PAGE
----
Baby Beluga under tow towards Wells, 18 August 2016FW

<I>Baby Beluga</i> back in Wells harbour, 18 August 2016

Baby Beluga back in Wells harbour, 18 August 2016CH

Latest News

New painting celebrates horse-drawn lifeboat launches

Wed 3 Aug 2016

Artist Shirley Carnt with the new painting

Artist Shirley Carnt with the new painting

Artist Shirley Carnt's new painting is based on filming undertaken on Holkham Beach last year for a Lloyds bank advertisement featuring a horse-drawn lifeboat launch. The painting is to be donated to the station but will be on show at Shirley's summer exhibition at her studio at The Coastguard House, The Green, Thornham, PE36 6NH, which runs from 10am to 6pm every day from 20th August to 10th September 2016.

Five Wells crewmembers joined to help with the filming with the historic former Upgang and Whitby lifeboat William Riley. The television commerical along with posters based on still images from it received wide exposure last year.

Horses played a major role in launching lifeboats around the UK right up to the 1930s. At Wells, horses were rounded up from local farms to tow the lifeboat on its carriage out over Holkham Beach to the sea. Committee notes dating back to 1869, when the station was formed, show it was not always easy to persuade owners to let their horses be used. In Novemer 1872, the minutes note:

Mr. Lord having refused to furnish horses to take the boat down to Holkham Beach on the 15th inst. It was resolved that a letter be written to Mr. Walker asking him if he would provide horses when required for carriage of the Boat.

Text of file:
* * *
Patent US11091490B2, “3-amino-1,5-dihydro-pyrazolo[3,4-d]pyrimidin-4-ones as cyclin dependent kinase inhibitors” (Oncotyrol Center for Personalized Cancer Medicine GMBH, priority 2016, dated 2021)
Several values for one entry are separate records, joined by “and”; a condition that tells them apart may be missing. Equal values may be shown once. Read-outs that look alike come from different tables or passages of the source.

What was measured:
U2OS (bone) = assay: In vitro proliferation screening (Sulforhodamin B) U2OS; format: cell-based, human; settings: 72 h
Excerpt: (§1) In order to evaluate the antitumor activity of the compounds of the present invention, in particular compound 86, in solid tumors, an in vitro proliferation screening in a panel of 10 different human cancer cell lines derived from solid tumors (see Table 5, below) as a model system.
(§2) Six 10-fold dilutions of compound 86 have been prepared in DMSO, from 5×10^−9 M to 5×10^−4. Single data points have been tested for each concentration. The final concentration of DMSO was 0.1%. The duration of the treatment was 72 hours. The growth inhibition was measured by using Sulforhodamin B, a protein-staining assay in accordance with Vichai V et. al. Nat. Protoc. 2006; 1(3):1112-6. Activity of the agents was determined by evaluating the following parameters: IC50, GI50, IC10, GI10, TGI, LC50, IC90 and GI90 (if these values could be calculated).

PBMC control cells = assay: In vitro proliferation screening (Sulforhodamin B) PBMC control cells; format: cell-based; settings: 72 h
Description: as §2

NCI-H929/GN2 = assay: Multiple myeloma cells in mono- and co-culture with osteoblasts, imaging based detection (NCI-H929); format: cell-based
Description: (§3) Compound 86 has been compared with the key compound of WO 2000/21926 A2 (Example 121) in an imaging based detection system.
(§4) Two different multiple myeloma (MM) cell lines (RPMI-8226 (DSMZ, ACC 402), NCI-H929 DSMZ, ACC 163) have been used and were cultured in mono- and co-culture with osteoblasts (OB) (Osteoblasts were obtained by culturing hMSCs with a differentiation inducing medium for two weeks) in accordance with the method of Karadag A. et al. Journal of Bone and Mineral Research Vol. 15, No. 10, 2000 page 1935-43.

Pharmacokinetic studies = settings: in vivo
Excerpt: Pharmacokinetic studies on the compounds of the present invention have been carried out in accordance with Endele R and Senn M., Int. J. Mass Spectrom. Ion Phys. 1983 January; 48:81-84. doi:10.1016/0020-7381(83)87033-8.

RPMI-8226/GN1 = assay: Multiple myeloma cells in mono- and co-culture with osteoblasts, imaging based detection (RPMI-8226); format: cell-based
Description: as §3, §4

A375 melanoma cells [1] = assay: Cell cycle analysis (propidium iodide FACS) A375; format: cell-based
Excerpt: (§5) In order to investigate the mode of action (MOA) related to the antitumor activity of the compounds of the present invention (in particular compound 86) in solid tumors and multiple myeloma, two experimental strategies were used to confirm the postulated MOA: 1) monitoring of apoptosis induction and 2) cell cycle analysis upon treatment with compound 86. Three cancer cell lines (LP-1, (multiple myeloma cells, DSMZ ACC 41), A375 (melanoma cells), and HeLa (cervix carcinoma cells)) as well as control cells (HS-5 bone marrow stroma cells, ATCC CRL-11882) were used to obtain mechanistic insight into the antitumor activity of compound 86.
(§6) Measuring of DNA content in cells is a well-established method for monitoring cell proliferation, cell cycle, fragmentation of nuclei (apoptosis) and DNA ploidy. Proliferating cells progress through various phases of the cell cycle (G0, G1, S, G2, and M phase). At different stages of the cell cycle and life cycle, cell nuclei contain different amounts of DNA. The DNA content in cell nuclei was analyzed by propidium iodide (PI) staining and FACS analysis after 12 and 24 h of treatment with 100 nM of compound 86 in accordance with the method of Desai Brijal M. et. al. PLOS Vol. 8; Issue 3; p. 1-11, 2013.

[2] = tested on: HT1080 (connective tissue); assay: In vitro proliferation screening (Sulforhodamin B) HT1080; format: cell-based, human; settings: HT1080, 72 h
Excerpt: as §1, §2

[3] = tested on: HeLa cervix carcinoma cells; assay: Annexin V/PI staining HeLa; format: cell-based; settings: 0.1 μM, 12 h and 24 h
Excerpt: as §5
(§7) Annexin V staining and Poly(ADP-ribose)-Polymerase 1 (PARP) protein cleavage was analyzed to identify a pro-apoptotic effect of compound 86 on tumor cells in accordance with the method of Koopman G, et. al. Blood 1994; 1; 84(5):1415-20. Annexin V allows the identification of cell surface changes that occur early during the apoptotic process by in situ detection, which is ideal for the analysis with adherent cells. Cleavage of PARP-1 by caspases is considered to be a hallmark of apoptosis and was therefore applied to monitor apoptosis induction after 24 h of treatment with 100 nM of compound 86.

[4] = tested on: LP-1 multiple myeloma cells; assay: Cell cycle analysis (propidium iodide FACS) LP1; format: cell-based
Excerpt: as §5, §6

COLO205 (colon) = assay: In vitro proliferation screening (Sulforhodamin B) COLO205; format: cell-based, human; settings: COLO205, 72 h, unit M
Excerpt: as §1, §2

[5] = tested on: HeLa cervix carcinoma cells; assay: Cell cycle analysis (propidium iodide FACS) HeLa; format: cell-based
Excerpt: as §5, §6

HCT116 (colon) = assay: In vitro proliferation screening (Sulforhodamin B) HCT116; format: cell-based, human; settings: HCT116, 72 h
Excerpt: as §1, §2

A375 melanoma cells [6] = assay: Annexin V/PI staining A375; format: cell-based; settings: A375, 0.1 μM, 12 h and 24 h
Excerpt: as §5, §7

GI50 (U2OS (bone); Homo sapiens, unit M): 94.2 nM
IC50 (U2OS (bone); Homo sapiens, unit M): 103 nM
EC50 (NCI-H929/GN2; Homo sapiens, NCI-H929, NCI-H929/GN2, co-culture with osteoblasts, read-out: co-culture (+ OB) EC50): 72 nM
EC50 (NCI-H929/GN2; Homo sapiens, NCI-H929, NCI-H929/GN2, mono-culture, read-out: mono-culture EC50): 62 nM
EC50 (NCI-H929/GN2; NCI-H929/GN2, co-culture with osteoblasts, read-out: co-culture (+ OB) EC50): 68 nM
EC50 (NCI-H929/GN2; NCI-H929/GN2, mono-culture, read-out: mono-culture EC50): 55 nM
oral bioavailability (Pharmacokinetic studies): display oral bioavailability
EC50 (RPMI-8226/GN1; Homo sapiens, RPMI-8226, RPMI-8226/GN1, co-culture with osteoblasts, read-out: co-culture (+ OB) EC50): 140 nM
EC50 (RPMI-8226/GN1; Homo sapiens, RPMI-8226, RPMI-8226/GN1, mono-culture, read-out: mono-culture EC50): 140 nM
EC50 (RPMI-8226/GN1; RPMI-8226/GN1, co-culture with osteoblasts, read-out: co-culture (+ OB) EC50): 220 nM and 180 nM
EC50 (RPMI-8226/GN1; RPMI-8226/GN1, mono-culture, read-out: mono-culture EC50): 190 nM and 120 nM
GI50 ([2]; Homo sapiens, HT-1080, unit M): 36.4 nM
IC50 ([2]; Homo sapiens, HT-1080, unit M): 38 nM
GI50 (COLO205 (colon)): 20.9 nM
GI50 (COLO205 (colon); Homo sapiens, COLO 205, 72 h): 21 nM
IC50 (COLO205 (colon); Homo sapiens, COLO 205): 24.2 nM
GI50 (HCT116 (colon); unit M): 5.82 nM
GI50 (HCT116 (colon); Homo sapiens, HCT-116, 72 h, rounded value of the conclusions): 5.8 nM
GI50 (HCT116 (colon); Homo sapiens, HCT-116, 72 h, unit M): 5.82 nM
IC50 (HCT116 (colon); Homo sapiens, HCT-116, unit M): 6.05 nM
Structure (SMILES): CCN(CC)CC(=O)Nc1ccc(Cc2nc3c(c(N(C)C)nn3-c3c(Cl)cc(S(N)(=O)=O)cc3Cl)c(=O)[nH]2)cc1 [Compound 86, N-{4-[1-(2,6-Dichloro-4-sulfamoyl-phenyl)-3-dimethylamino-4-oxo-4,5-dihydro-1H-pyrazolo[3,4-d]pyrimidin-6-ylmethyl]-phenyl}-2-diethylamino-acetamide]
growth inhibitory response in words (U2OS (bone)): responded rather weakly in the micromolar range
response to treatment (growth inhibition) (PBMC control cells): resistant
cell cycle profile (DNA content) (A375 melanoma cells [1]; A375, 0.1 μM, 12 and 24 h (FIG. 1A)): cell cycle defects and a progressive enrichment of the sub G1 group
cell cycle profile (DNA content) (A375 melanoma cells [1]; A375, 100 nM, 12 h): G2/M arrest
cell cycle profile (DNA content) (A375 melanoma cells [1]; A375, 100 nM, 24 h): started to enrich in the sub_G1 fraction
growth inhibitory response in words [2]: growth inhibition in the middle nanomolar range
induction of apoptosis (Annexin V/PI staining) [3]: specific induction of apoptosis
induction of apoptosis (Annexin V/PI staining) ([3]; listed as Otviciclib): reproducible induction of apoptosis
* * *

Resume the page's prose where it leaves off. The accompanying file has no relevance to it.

and again in 1876,

Proposed by C. Middleton, seconded by R.R. Rump that all the farms in Wells be asked if they are willing to supply horses to transport the Life Boat to any point required.

And in Sept 1877:

Proposed by Mr. J. Wilden that Misters H.R. Rump, R.R. Rump, H.A. Dewing and J. Andrews wait upon the farmers above or near this beach to know if they will supply horses to convey the Life Boat to any place required.

It seems that farmers were unwilling to volunteer their animals for free:

Jan 1878. Mr. Charles Middleton having offered the use of eight horses for one year to convey the Boat to any place required at the cost of 10s for each horse.
Nov 1879. C. Middleton Esq. has agreed to find horses to convey the Boat to any place for the sum of ten shillings per hour and two shillings and six pence for each driver.

Wells was the last RNLI lifeboat station to use horses to launch its lifeboat, with a tractor finally being installed to replace them in 1936.

  Visit Shirley Carnt's website

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Wells Shannon
Lifeboat Appeal
target reached!

After 17 months fund-raising, we reached our target to raise £250,000 towards a new Shannon-class lifeboat for Wells and the North Norfolk coast.

We are hugely grateful to everyone who has donated, fund-raised, helped and supported us both locally and from right across the UK and even further afield. Your contribution is appreciated and will help to save lives and keep our volunteeer crews safe in the years to come.

Read more about the appeal

And here's just some of the people and events that helped to make it happen... thank you page

The Royal National Lifeboat Institution (RNLI) is a charity, registered in England and Wales (209603) and Scotland (SC037736). This website is managed and maintained by local volunteers at Wells-next-the-Sea Lifeboat Station and is not the main RNLI site. All text and images copyright (C)2005-2014 RNLI Wells Lifeboat Station, or as indicated, and may not be downloaded, copied or reproduced elsewhere without prior permission of the station or the relevant copyright holder. Site Manager